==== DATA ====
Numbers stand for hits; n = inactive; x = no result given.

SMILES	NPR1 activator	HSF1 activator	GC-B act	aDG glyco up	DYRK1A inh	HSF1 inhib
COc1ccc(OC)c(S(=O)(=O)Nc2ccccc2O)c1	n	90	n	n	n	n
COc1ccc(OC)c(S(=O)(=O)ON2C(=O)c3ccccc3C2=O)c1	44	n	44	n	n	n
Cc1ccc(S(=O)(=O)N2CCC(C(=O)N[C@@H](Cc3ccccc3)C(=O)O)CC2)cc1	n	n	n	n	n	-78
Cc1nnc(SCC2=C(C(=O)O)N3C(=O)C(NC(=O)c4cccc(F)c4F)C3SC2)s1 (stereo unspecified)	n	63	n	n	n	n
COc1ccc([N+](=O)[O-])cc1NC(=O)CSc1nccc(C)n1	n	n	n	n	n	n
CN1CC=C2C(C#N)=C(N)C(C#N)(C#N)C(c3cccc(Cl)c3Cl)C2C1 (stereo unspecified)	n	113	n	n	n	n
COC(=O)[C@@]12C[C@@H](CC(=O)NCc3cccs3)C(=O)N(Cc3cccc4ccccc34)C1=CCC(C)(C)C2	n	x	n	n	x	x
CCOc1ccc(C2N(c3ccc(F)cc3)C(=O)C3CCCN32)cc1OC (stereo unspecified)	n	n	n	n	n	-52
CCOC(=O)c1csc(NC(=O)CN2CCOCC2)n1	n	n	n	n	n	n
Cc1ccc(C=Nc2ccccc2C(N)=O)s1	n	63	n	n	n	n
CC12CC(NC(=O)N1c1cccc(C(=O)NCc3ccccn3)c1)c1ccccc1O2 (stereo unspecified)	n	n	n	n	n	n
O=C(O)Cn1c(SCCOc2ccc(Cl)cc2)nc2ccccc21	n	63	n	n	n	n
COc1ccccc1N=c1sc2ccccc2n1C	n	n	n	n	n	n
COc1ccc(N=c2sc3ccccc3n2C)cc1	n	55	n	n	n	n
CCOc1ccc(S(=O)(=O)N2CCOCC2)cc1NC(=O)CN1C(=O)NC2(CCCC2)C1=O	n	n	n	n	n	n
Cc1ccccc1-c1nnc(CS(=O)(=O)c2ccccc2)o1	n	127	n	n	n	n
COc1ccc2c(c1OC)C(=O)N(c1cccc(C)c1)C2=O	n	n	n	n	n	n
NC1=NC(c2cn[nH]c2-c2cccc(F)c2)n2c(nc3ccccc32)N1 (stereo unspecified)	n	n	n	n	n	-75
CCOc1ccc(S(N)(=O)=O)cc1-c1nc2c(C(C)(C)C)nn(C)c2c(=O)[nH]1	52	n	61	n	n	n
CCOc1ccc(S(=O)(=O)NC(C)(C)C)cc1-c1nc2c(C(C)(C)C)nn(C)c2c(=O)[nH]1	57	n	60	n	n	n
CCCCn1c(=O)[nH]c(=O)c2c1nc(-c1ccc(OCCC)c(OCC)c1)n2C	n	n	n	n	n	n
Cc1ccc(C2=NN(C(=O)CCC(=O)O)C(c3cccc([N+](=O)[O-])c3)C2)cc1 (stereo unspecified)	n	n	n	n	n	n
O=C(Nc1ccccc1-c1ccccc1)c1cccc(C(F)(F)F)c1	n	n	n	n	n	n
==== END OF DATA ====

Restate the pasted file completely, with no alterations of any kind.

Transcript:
Numbers stand for hits; n = inactive; x = no result given.

SMILES	NPR1 activator	HSF1 activator	GC-B act	aDG glyco up	DYRK1A inh	HSF1 inhib
COc1ccc(OC)c(S(=O)(=O)Nc2ccccc2O)c1	n	90	n	n	n	n
COc1ccc(OC)c(S(=O)(=O)ON2C(=O)c3ccccc3C2=O)c1	44	n	44	n	n	n
Cc1ccc(S(=O)(=O)N2CCC(C(=O)N[C@@H](Cc3ccccc3)C(=O)O)CC2)cc1	n	n	n	n	n	-78
Cc1nnc(SCC2=C(C(=O)O)N3C(=O)C(NC(=O)c4cccc(F)c4F)C3SC2)s1 (stereo unspecified)	n	63	n	n	n	n
COc1ccc([N+](=O)[O-])cc1NC(=O)CSc1nccc(C)n1	n	n	n	n	n	n
CN1CC=C2C(C#N)=C(N)C(C#N)(C#N)C(c3cccc(Cl)c3Cl)C2C1 (stereo unspecified)	n	113	n	n	n	n
COC(=O)[C@@]12C[C@@H](CC(=O)NCc3cccs3)C(=O)N(Cc3cccc4ccccc34)C1=CCC(C)(C)C2	n	x	n	n	x	x
CCOc1ccc(C2N(c3ccc(F)cc3)C(=O)C3CCCN32)cc1OC (stereo unspecified)	n	n	n	n	n	-52
CCOC(=O)c1csc(NC(=O)CN2CCOCC2)n1	n	n	n	n	n	n
Cc1ccc(C=Nc2ccccc2C(N)=O)s1	n	63	n	n	n	n
CC12CC(NC(=O)N1c1cccc(C(=O)NCc3ccccn3)c1)c1ccccc1O2 (stereo unspecified)	n	n	n	n	n	n
O=C(O)Cn1c(SCCOc2ccc(Cl)cc2)nc2ccccc21	n	63	n	n	n	n
COc1ccccc1N=c1sc2ccccc2n1C	n	n	n	n	n	n
COc1ccc(N=c2sc3ccccc3n2C)cc1	n	55	n	n	n	n
CCOc1ccc(S(=O)(=O)N2CCOCC2)cc1NC(=O)CN1C(=O)NC2(CCCC2)C1=O	n	n	n	n	n	n
Cc1ccccc1-c1nnc(CS(=O)(=O)c2ccccc2)o1	n	127	n	n	n	n
COc1ccc2c(c1OC)C(=O)N(c1cccc(C)c1)C2=O	n	n	n	n	n	n
NC1=NC(c2cn[nH]c2-c2cccc(F)c2)n2c(nc3ccccc32)N1 (stereo unspecified)	n	n	n	n	n	-75
CCOc1ccc(S(N)(=O)=O)cc1-c1nc2c(C(C)(C)C)nn(C)c2c(=O)[nH]1	52	n	61	n	n	n
CCOc1ccc(S(=O)(=O)NC(C)(C)C)cc1-c1nc2c(C(C)(C)C)nn(C)c2c(=O)[nH]1	57	n	60	n	n	n
CCCCn1c(=O)[nH]c(=O)c2c1nc(-c1ccc(OCCC)c(OCC)c1)n2C	n	n	n	n	n	n
Cc1ccc(C2=NN(C(=O)CCC(=O)O)C(c3cccc([N+](=O)[O-])c3)C2)cc1 (stereo unspecified)	n	n	n	n	n	n
O=C(Nc1ccccc1-c1ccccc1)c1cccc(C(F)(F)F)c1	n	n	n	n	n	n